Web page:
India will have to align crypto action with latest FATF norms – Times of India

NEW DELHI: As Parliament moves to debate and discuss regulation or ban of cryptocurrencies and crypto exchanges in parliament from next week, India might have to keep in mind that new global norms are being set on the permission and management of cryptocurrencies, particularly given that money laundering and financing of terrorism would become very easy without coordinated global rules.
FATF has last month issued updated rules and guidelines for the monitoring and regulation of “virtual assets” (read cryptocurrencies) and “virtual asset service providers” (read, exchanges). Their new guidelines, which have been circulated among governments clarify that VAs and VASPs fall within the scope of FATF standards — which means countries will be judged on their performance on the new metrics devised by the FATF.
The guidance outlines the “application of the FATF Recommendations to countries and competent authorities; as well as to VASPs and other obliged entities that engage in VA activities, including financial institutions such as banks and securities broker-dealers, among others.” The idea, it says, is to frame rules for countries to follow that makes it easier to track and intercept money laundering/terror financing (ML/TF). In the absence of global coordination, cryptocurrencies, which remove the bank/financial institution as an intermediary, would make such financial flows outside the ambit of global law enforcement authorities.
“VASPs … have the same full set of obligations as financial institutions and designated non-financial businesses and professions.” The guidance says. Therefore “countries should apply all of the relevant measures under the FATF Recommendations to VAs, VA activities, and VASPs.”
The Guidance stresses that governments and central banks are “required to take action to identify natural or legal persons that carry out VA activities without the requisite license or registration.” This would be equally applicable to countries that have banned crypto as well as to those who allow it with regulation and monitoring.
In addition, FATF rules say only governments are “competent authorities” to monitor crypto.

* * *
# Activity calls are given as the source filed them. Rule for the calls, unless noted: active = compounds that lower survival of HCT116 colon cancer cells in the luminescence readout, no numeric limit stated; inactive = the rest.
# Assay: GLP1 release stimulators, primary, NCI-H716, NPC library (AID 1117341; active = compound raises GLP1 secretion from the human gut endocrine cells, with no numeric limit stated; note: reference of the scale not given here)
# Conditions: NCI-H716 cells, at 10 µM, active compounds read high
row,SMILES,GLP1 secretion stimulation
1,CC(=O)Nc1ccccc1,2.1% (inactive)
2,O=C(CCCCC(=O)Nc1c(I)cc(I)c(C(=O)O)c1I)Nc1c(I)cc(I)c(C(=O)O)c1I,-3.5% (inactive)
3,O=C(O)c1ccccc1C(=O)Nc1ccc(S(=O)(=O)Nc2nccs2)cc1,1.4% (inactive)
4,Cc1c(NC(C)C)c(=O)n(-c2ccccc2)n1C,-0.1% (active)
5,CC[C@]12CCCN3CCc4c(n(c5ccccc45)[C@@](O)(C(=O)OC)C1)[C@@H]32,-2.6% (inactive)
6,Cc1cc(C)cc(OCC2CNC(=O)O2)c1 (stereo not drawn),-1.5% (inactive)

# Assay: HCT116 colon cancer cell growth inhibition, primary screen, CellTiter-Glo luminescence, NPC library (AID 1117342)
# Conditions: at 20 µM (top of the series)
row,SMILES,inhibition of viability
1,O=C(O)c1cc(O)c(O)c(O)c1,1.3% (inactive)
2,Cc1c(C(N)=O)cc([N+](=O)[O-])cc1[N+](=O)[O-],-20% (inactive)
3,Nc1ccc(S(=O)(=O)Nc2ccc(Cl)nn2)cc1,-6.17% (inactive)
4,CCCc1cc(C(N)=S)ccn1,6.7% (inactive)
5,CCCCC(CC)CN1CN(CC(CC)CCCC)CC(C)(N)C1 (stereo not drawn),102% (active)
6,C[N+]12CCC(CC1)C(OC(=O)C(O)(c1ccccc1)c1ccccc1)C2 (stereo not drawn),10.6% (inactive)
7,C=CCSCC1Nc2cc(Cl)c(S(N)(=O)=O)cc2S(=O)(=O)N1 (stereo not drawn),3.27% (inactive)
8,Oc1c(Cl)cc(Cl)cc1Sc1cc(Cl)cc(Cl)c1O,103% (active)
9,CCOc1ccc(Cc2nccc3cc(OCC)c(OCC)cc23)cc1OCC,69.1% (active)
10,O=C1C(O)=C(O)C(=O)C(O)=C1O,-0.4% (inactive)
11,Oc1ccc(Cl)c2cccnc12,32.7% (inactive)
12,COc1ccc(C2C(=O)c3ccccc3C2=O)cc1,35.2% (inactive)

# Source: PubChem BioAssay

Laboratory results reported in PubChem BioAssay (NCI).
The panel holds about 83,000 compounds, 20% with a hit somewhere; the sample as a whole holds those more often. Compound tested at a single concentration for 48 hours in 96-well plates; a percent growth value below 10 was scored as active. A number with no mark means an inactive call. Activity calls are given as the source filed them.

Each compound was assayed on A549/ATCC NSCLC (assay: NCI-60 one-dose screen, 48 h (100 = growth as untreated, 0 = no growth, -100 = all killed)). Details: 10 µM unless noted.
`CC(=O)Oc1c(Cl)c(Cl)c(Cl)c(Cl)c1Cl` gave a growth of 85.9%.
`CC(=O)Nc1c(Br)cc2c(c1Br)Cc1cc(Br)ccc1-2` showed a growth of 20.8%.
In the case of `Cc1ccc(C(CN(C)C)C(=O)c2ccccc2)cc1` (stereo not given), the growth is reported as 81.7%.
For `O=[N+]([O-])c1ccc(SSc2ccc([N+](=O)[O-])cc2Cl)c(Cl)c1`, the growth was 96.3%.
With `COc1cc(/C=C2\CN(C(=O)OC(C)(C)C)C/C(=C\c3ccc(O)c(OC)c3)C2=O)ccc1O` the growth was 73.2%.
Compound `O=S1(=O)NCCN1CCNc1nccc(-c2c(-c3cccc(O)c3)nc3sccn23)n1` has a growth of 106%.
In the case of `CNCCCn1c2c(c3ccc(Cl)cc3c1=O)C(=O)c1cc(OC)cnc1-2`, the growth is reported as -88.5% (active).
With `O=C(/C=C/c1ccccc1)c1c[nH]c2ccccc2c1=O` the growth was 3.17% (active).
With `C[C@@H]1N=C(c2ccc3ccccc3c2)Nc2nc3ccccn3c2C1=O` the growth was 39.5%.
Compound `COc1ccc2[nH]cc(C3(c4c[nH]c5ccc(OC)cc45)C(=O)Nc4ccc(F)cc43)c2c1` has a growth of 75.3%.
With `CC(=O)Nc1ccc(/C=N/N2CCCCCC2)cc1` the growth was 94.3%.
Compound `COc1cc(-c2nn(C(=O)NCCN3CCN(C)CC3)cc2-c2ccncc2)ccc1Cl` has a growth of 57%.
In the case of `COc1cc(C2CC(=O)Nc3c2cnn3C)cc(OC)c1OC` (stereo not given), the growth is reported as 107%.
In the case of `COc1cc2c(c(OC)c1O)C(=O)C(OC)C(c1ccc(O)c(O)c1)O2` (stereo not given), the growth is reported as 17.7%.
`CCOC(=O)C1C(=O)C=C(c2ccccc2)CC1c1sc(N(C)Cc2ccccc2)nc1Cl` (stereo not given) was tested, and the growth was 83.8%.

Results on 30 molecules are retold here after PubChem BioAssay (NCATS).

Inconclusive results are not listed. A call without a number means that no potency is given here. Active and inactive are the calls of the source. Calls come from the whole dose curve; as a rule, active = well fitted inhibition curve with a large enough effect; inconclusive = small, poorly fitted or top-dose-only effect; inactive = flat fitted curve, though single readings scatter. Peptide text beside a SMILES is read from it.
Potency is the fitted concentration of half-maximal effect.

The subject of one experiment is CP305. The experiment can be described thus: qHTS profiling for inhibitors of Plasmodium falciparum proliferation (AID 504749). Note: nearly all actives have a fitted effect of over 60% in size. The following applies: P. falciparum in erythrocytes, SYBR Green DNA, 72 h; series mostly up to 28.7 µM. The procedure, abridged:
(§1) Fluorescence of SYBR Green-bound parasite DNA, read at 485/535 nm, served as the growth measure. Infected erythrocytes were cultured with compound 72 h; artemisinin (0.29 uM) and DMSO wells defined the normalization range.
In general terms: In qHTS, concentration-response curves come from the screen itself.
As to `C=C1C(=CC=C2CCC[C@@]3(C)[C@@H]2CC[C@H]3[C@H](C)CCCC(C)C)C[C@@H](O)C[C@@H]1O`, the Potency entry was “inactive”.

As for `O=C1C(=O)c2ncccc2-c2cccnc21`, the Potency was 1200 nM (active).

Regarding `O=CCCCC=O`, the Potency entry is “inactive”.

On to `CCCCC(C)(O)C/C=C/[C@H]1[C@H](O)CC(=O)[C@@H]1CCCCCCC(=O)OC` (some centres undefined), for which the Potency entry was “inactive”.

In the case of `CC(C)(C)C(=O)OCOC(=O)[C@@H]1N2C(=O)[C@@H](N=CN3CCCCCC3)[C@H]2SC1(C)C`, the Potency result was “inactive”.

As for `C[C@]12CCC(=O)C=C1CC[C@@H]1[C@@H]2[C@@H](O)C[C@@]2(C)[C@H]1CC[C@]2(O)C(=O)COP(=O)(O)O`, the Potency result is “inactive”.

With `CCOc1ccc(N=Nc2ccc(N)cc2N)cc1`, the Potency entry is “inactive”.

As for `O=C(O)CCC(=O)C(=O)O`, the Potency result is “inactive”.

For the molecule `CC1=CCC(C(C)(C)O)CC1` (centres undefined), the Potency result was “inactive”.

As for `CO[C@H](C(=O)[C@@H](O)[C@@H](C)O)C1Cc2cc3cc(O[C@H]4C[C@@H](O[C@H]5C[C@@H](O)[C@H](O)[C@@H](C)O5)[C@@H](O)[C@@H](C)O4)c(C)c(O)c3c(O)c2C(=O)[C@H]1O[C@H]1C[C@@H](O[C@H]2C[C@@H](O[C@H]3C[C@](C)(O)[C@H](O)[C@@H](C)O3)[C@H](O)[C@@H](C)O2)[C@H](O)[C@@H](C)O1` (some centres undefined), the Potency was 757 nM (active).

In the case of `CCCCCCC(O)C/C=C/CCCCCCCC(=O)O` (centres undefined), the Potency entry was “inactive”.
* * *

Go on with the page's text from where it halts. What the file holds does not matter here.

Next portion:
The October 2021 updated guidance adds greater detail and clarity to what is expected of governments as they seek to address this new technology which is both an opportunity and a threat. “(1) clarify the definitions of VA and VASP to make clear that these definitions are expansive and there should not be a case where a relevant financial asset is not covered by the FATF Standards (either as a VA or as another financial asset), (2) provide guidance on how the FATF Standards apply to stable-coins and clarify that a range of entities involved in stable-coin arrangements could qualify as VASPs under the FATF Standards, (3) provide additional guidance on the risks and the tools available to countries to address the ML/TF risks for peer-to- peer transactions, which are transactions that do not involve any obliged entities, (4) provide updated guidance on the licensing and registration of VASPs, (5) provide additional guidance for the public and private sectors on the implementation of the ‘travel rule’, and (6) include Principles of Information-Sharing and Co-operation Amongst VASP Supervisors.”
Basically, it leaves little space for an outright ban by governments. The Cryptocurrency and Regulation of Official Digital Currency Bill seeks to ban all but a few private cryptocurrencies to promote underlying technologies while allowing an official digital currency by the RBI. The proposed legislation seeks to “create a facilitative framework for creation of the official digital currency to be issued by the Reserve Bank of India (RBI). The Bill also seeks to prohibit all private cryptocurrencies in India, however, it allows for certain exceptions to promote the underlying technology of cryptocurrency and its uses”.
Globally, China has completely banned all cryptocurrency, and declared that it will issue a digitised yuan. However, blockchain and startups are supported.
The US is more welcoming — New York has a licensing framework, BitLicense, for private crypto exchanges. Reports say the US is working on further clarification of rules and regulations regarding crypto.

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